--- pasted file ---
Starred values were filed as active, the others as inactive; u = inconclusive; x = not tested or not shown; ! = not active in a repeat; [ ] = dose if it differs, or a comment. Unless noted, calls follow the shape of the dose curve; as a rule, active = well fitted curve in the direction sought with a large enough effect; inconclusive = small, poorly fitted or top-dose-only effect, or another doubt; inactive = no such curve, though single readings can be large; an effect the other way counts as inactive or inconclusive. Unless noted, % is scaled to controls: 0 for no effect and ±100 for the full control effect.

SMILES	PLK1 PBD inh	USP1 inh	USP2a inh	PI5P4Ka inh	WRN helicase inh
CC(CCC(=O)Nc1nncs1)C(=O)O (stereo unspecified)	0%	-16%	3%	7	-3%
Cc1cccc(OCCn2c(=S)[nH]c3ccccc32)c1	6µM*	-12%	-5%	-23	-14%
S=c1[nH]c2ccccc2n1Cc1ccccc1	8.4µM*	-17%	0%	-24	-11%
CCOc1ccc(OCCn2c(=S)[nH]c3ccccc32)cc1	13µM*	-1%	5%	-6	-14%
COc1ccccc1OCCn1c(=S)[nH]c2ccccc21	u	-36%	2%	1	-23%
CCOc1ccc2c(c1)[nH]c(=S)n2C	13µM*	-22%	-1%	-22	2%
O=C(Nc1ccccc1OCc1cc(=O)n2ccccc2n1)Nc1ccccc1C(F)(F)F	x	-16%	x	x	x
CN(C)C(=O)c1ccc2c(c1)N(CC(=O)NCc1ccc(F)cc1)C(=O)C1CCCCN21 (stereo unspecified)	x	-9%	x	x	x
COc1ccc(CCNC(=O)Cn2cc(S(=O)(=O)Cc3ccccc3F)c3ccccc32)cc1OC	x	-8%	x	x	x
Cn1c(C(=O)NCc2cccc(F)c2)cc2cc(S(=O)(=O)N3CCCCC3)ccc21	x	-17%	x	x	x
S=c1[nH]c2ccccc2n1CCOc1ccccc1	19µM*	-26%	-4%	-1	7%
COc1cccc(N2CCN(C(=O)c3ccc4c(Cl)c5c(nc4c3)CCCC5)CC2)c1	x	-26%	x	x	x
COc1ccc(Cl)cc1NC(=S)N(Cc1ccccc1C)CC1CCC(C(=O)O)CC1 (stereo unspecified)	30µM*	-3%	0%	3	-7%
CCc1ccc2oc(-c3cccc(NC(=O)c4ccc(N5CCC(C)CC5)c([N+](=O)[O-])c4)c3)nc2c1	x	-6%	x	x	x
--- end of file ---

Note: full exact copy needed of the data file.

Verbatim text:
Starred values were filed as active, the others as inactive; u = inconclusive; x = not tested or not shown; ! = not active in a repeat; [ ] = dose if it differs, or a comment. Unless noted, calls follow the shape of the dose curve; as a rule, active = well fitted curve in the direction sought with a large enough effect; inconclusive = small, poorly fitted or top-dose-only effect, or another doubt; inactive = no such curve, though single readings can be large; an effect the other way counts as inactive or inconclusive. Unless noted, % is scaled to controls: 0 for no effect and ±100 for the full control effect.

SMILES	PLK1 PBD inh	USP1 inh	USP2a inh	PI5P4Ka inh	WRN helicase inh
CC(CCC(=O)Nc1nncs1)C(=O)O (stereo unspecified)	0%	-16%	3%	7	-3%
Cc1cccc(OCCn2c(=S)[nH]c3ccccc32)c1	6µM*	-12%	-5%	-23	-14%
S=c1[nH]c2ccccc2n1Cc1ccccc1	8.4µM*	-17%	0%	-24	-11%
CCOc1ccc(OCCn2c(=S)[nH]c3ccccc32)cc1	13µM*	-1%	5%	-6	-14%
COc1ccccc1OCCn1c(=S)[nH]c2ccccc21	u	-36%	2%	1	-23%
CCOc1ccc2c(c1)[nH]c(=S)n2C	13µM*	-22%	-1%	-22	2%
O=C(Nc1ccccc1OCc1cc(=O)n2ccccc2n1)Nc1ccccc1C(F)(F)F	x	-16%	x	x	x
CN(C)C(=O)c1ccc2c(c1)N(CC(=O)NCc1ccc(F)cc1)C(=O)C1CCCCN21 (stereo unspecified)	x	-9%	x	x	x
COc1ccc(CCNC(=O)Cn2cc(S(=O)(=O)Cc3ccccc3F)c3ccccc32)cc1OC	x	-8%	x	x	x
Cn1c(C(=O)NCc2cccc(F)c2)cc2cc(S(=O)(=O)N3CCCCC3)ccc21	x	-17%	x	x	x
S=c1[nH]c2ccccc2n1CCOc1ccccc1	19µM*	-26%	-4%	-1	7%
COc1cccc(N2CCN(C(=O)c3ccc4c(Cl)c5c(nc4c3)CCCC5)CC2)c1	x	-26%	x	x	x
COc1ccc(Cl)cc1NC(=S)N(Cc1ccccc1C)CC1CCC(C(=O)O)CC1 (stereo unspecified)	30µM*	-3%	0%	3	-7%
CCc1ccc2oc(-c3cccc(NC(=O)c4ccc(N5CCC(C)CC5)c([N+](=O)[O-])c4)c3)nc2c1	x	-6%	x	x	x